I am a 2L at Roger Williams University School of Law, and a recent graduate of Stonehill College, Class of 2008. I received my BA in Political Science, with a minor in Business Administration. I have served in the Mass. Army National Guard from 2000- Present, formerly as an Intelligence Analyst...
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Off to a Running Start!
Orientation seems like it’s a million years away!
In just a few short weeks, we’ve begun classes, made friends, and gotten waist deep in law school! While professors remind us that we are in the “walk” phase, I’m a little out of breath! Work in law school is very different than work in undergraduate courses: it requires much more careful reading, thinking beyond the text, and asking the tough questions, like “what if” and “what does this mean?” Most of what we are doing is reading and briefing cases, and trying to come up with what the courts say the rule is when dealing with certain issues.
Something I figured out pretty quickly is that a law student’s work is never done. Even when you’ve read the case, briefed the case, and re-read the case, there is more you could do: build it into your course outline, read the supplementary materials on the topic, read the notes after the cases, answer practice problems, try a sample exam question… you are never really “done” in the sense that you can put the book away and feel like you’ve mastered it. And there is really no time to get to everything you want to do, because you’re doing this for 4 or 5 classes.
Our legal writing class is also a lot of work, but a different type of work. Unlike in other courses, Legal Methods requires you to work alone; you can’t bounce ideas off of your classmates, or critique each other’s work. You can’t compare case notes or even see if the cases you’ve researched are the same as your neighbor’s. Legal writing is an individual sport, with individual research and writing like you’ve never done before.
The first year curriculum consists of Criminal Law, Civil Procedure, Torts, Legal Methods, Contracts, and Property (second semester). The professors so far have been terrific. They are not as intimidating or scary as I expected; they are actually very approachable, and always available to answer questions after class, or in their offices. They are happy to discuss any problems or issues you might be having with the material, or in general! They are very understanding, and they realize that everyone is coming from different backgrounds and knowledge levels when it comes to law. What’s great is that if you don’t get it the first time you read it, you are not alone! And if you do, you are a huge asset to others around you. Study groups are a terrific idea, and it’s good to start one early. When it comes to understanding the material, it really helps to talk about it with a group to see if you are all on the same page.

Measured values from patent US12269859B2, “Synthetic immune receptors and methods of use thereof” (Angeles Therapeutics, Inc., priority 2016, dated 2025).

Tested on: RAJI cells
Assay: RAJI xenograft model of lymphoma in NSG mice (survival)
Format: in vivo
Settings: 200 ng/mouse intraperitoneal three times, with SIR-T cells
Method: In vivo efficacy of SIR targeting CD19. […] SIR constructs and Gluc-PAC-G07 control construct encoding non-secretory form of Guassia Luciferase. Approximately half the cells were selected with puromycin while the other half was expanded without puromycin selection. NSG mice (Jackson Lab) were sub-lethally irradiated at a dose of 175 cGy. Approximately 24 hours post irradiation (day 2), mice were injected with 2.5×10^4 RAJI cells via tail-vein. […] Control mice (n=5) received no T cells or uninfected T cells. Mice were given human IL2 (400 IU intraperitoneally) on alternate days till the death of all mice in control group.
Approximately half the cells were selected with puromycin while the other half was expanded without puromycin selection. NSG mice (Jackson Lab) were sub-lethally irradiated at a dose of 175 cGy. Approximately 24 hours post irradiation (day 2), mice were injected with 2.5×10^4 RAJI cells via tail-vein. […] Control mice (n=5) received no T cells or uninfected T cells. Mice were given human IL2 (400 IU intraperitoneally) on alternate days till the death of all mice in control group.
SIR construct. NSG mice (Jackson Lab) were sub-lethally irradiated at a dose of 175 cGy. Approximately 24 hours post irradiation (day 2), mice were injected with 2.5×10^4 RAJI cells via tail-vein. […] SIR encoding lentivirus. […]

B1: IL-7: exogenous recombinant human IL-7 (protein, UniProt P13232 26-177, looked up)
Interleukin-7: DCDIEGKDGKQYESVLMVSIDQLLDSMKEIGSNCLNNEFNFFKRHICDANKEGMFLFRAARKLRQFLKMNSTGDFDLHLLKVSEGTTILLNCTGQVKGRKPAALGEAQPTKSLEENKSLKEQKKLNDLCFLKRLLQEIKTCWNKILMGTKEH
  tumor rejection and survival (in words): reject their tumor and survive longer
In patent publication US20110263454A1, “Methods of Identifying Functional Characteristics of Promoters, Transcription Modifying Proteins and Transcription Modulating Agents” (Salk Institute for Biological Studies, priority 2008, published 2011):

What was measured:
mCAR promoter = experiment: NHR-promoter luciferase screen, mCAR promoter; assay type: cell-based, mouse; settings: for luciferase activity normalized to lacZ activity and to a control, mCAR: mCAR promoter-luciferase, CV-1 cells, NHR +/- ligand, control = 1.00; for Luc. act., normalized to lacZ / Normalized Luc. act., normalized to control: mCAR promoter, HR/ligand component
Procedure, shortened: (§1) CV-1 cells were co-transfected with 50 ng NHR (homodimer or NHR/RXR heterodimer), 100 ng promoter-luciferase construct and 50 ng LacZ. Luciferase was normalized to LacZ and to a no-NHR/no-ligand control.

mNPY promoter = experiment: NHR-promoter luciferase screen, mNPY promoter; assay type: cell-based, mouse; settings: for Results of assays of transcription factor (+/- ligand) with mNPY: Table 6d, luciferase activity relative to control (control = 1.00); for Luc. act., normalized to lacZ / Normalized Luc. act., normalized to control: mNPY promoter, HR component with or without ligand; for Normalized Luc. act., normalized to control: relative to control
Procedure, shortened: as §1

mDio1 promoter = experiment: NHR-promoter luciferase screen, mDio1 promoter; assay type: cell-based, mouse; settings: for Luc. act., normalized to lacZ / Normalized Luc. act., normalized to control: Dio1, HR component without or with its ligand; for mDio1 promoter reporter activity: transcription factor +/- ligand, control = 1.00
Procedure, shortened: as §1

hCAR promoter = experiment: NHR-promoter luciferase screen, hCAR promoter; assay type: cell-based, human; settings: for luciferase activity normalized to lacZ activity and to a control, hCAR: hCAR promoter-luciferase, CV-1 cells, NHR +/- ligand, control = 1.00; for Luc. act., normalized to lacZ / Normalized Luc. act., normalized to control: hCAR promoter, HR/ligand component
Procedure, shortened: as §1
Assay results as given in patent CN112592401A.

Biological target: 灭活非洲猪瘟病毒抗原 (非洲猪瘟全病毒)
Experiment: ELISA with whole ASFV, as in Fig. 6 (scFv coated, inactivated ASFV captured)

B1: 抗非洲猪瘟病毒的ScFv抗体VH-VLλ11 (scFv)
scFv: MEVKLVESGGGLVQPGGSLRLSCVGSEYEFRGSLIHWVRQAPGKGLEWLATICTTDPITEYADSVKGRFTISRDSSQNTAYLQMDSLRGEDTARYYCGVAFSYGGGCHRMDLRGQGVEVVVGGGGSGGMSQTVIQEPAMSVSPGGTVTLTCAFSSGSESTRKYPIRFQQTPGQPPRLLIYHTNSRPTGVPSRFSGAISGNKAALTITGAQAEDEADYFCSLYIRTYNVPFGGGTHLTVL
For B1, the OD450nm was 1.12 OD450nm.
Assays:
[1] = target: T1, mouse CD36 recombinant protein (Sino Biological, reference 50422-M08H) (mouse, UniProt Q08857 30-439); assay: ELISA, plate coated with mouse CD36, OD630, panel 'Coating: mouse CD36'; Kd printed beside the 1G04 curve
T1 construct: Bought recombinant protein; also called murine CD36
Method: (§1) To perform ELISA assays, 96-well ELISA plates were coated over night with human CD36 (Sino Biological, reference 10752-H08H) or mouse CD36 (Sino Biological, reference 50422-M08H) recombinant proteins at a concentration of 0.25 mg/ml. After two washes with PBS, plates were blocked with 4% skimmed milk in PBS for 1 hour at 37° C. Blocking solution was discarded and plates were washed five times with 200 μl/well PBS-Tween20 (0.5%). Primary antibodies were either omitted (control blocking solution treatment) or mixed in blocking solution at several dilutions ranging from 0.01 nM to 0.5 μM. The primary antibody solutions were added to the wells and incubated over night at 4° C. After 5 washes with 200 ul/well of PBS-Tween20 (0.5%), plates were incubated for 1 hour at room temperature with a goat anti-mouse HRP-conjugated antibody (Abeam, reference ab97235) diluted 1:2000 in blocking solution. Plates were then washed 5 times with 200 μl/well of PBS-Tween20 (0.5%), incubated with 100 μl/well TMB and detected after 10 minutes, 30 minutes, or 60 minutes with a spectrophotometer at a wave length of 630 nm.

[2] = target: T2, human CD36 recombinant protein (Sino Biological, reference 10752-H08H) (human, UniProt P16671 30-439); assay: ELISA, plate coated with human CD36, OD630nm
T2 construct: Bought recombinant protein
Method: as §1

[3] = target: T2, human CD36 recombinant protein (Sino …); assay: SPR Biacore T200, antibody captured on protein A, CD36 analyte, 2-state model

As much as it seems like law school is all work, there is still time for play! One of the great things about RWU Law is the community and social atmosphere. Prior to law school, Id’ always heard from people how competitive people can get, and how hard it can be to make good friends. That has not at all been my experience here. Very quickly I have made some great friends, and everyone in my section seems terrific. It’s amazing how many different backgrounds, professional careers, and degrees are represented in our pool of students, and I definitely benefit from the diversity of opinions and experiences.
My favorite part of the day is coming in in the morning, setting up shop at a table at the bistro for coffee, catch up, and case chat before class. Bring a reusable mug, and coffee refills are a dollar! Get to school early and start off the day right. There are few things better than a good cup of coffee and some good conversation to wake up your mind before the day begins. If you’re not a morning person, don’t fret! There are plenty of opportunities to get to know everyone outside of class, and plenty of social activities on and off campus.
After just a few weeks, I feel like I have been here much longer, that I have known everyone much longer than I have. The volume of work we’ve covered in a short time is incredible, and the level of friendships I’ve developed in these few weeks is amazing. While I am still working on the balance between work and play, the only thing I can recommend is that you carve out some time for yourself and the things you love. Work can easily and quickly take over, so make sure that you have a plan for balancing your life with your work!